Commonwealth Games 2014: Welsh sprinter Rhys Williams 'devastated' after being suspended over doping claims

The news arrives in the wake of the withdrawal of 800m runner Gareth Warburton nine days ago in connection with an alleged doping offence

Jonathan Brown
Friday 25 July 2014 23:34
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Rhys Williams became the second member of his national team to be suspended amid allegations of cheating
Rhys Williams became the second member of his national team to be suspended amid allegations of cheating

The Commonwealth Games has been hit by more doping claims after a Welsh sprinter became the second member of his national team to be suspended amid allegations of cheating.

European 400 metres hurdles champion, Rhys Williams, son of Welsh rugby union legend JJ Williams, was provisionally suspended and will miss his event after failing a drugs test.

It comes in the wake of the withdrawal of 800m runner Gareth Warburton nine days ago in connection with another alleged doping offence.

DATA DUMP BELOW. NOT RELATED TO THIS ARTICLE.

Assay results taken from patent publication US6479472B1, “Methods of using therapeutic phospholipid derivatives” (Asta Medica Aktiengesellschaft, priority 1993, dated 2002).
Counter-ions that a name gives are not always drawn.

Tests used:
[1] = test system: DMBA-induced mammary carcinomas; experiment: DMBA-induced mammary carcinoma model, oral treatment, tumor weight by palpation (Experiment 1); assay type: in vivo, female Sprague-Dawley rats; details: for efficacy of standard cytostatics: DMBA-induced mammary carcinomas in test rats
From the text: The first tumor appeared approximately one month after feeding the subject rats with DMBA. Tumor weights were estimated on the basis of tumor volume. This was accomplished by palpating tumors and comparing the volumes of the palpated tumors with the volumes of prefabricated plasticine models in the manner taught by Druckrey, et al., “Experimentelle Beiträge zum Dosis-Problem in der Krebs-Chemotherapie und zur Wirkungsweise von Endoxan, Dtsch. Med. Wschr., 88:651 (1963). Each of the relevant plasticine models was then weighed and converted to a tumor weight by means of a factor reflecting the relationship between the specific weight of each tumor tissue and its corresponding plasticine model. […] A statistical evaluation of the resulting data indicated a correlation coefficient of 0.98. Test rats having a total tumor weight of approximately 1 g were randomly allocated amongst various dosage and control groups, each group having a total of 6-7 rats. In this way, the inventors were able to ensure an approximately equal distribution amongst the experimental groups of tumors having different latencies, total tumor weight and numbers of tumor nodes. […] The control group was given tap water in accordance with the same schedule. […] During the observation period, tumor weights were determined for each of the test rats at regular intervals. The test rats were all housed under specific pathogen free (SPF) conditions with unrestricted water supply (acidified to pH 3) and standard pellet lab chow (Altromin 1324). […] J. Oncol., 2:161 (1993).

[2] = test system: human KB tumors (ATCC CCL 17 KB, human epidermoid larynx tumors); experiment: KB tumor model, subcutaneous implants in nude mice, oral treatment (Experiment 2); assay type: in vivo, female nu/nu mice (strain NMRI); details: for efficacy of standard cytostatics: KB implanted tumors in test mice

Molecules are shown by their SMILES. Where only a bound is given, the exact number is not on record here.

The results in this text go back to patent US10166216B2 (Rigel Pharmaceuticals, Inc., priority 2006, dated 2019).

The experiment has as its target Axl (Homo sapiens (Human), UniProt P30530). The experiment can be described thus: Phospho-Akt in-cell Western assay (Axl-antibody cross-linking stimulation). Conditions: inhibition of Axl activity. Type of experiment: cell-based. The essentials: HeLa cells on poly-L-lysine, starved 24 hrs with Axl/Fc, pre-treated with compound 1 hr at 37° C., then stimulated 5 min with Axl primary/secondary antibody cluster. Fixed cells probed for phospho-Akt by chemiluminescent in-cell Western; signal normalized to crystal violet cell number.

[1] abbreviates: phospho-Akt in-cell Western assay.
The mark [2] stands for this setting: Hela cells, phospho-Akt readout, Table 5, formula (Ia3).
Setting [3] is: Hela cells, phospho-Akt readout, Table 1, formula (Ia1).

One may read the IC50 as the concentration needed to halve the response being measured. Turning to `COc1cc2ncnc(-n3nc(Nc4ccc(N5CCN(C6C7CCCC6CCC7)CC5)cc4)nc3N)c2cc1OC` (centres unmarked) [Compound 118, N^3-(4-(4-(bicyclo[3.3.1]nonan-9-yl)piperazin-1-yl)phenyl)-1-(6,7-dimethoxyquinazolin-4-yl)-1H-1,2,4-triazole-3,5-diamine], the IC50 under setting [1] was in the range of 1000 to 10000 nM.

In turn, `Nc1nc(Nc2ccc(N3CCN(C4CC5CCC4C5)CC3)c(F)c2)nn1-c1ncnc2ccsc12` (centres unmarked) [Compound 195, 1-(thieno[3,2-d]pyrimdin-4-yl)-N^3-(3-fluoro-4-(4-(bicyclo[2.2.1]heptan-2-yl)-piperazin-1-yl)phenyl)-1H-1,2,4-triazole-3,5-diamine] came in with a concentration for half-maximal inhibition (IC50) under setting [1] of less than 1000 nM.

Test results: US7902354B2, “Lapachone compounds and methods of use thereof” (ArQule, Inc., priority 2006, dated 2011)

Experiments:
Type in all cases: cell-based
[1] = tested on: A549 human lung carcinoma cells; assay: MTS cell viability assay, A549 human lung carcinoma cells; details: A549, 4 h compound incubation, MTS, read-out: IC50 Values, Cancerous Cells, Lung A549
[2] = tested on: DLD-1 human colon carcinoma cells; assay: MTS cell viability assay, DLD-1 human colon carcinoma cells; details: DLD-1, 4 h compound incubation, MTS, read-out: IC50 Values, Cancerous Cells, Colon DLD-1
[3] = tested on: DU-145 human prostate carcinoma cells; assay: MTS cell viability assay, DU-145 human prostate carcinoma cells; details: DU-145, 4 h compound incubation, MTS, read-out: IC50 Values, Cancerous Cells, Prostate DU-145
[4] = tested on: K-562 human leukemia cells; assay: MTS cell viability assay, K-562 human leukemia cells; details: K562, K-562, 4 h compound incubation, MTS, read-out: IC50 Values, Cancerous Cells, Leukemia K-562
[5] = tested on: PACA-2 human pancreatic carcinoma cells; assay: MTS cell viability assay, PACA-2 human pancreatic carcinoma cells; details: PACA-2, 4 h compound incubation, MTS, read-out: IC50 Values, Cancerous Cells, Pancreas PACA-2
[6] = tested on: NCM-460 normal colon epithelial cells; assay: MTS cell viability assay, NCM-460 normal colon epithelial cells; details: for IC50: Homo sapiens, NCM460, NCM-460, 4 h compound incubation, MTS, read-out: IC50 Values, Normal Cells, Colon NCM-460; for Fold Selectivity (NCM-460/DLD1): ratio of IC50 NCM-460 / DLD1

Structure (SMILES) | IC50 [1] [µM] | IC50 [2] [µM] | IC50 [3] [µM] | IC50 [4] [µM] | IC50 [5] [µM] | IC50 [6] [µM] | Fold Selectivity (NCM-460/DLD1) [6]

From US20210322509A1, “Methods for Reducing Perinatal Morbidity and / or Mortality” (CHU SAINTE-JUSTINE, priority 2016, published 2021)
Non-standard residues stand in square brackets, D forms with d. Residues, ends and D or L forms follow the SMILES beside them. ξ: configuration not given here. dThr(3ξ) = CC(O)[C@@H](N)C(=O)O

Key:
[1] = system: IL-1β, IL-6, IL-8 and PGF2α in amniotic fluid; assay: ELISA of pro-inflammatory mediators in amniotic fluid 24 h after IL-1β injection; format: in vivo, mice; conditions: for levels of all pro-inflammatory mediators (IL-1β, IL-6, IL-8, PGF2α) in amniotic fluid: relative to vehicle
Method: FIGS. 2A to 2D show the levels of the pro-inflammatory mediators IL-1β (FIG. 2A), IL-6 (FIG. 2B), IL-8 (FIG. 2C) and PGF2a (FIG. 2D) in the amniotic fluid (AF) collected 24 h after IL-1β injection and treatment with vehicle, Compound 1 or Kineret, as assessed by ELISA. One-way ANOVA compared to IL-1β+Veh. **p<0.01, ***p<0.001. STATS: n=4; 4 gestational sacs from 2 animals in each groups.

Williams is co-captain of the Welsh athletics squad in Glasgow and took bronze at the Delhi Games four years ago. In a statement the 30-year-old said he was “utterly devastated” after failing the test. Warburton has also denied any wrong doing.

Welsh athletics chief executive Matt Newman said the news was "a massive blow for athletics in Wales". It is believed the two incidents maybe linked.

Meanwhile, the Malaysian team has reprimanded one of its cyclists after he wore gloves emblazoned with the message “Save Gaza”.

Azizulhasni Awang competed in the men's sprint on Thursday and held his fists up to the cameras after securing his way to the quarter finals.

He denied his message was political. “It's from the bottom of my heart to express humanitarian (thoughts). Since when (is) expressing humanitarian considered as political?” he said on Facebook.

Commonwealth Games Federation chief executive Mike Hooper said on Friday. "It's inappropriate for any form of protest, etc. in a games venue.”

Defence Secretary Michael Fallon, who is at the centre of a row over claims that he ordered the Red Arrows to fly a Union Flag rather than a Saltire salute during the Games opening ceremony, paid tribute to 2,000 service personnel who have been brought in to help with security.

“We have received a warm reception from both the city and the spectators, and are enjoying being here as part of their memorable event,” he said.

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